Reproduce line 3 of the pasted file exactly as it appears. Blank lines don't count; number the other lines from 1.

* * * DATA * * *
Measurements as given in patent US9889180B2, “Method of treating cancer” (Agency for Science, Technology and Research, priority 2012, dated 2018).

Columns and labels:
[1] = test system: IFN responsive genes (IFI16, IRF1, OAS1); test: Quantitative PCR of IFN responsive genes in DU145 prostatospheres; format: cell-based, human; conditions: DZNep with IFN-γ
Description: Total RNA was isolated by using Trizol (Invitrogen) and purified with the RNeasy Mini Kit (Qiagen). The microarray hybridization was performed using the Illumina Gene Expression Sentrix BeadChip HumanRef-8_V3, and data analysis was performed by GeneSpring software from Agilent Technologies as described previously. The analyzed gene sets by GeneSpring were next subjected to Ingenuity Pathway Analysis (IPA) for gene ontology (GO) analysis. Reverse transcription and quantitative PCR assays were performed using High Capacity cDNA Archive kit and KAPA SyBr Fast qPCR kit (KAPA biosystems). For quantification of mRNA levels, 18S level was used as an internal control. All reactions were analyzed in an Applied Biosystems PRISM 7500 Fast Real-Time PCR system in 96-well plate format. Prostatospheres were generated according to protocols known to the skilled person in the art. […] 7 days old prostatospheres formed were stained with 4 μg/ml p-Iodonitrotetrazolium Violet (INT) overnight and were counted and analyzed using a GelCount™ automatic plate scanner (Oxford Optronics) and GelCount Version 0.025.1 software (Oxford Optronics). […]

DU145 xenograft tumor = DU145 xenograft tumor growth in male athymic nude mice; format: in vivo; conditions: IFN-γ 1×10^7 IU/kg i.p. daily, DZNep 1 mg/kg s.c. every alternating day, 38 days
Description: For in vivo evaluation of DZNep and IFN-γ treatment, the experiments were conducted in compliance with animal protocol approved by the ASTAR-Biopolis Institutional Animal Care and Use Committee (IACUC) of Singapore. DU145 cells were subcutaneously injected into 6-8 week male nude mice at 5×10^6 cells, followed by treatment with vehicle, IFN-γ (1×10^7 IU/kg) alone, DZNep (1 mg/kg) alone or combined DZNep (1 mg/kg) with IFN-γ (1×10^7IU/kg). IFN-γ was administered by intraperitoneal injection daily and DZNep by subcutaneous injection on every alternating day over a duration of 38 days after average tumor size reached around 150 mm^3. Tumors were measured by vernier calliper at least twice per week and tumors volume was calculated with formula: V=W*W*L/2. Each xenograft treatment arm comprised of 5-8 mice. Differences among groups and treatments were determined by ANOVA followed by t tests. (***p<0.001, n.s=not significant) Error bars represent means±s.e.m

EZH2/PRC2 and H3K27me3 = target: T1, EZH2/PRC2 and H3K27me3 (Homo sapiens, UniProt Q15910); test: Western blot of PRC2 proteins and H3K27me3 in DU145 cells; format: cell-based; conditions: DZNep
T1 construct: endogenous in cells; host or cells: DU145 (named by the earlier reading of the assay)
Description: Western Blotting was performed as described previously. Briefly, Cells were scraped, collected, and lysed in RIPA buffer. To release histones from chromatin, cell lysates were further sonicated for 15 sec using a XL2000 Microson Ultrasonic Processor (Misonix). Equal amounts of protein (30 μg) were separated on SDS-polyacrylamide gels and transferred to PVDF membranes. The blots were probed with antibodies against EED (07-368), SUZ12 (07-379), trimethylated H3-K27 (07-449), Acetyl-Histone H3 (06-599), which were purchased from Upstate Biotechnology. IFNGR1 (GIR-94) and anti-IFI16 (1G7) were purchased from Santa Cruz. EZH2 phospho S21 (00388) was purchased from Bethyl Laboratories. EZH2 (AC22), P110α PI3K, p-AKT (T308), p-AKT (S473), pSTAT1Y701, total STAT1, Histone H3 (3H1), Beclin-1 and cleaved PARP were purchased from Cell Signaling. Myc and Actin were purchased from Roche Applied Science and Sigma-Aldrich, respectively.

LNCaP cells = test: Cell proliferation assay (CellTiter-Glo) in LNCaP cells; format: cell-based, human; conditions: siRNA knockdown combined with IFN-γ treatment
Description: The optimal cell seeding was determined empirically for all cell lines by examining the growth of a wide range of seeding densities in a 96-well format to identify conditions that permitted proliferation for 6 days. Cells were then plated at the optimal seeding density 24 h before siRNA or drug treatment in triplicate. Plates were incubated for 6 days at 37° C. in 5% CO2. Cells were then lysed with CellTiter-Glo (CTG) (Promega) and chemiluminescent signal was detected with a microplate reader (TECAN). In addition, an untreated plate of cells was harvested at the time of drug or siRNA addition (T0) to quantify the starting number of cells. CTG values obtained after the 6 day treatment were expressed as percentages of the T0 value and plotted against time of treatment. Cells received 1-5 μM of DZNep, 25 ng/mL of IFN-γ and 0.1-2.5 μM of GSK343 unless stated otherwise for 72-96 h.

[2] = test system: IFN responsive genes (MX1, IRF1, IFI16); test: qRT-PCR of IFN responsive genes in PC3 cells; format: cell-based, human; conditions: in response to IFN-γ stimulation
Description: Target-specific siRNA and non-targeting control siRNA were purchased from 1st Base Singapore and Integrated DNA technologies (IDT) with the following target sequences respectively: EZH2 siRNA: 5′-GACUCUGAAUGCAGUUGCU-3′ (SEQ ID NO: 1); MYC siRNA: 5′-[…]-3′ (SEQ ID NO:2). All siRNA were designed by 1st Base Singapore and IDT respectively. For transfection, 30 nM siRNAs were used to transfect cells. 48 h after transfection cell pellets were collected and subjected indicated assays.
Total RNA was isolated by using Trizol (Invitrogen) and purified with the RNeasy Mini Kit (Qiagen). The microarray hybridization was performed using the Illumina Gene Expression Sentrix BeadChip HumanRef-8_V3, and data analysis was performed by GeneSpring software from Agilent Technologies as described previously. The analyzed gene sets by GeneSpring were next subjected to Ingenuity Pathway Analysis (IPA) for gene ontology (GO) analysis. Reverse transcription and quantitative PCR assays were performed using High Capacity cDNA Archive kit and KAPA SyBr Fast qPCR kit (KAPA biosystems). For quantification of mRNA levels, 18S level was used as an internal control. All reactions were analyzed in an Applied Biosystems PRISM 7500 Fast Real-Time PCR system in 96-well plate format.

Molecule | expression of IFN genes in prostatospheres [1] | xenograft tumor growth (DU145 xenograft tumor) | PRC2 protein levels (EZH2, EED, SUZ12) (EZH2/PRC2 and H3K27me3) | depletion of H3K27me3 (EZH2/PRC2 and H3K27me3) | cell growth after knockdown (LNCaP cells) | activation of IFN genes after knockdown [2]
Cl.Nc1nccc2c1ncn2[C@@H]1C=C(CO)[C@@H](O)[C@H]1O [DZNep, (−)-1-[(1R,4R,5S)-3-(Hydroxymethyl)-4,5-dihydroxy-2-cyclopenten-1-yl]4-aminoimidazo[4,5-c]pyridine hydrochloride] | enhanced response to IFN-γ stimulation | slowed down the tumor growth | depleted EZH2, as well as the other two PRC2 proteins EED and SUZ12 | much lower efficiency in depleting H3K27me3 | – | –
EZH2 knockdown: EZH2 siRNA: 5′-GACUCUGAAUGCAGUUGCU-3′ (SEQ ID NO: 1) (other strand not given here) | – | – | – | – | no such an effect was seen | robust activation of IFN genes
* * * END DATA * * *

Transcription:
[1] = test system: IFN responsive genes (IFI16, IRF1, OAS1); test: Quantitative PCR of IFN responsive genes in DU145 prostatospheres; format: cell-based, human; conditions: DZNep with IFN-γ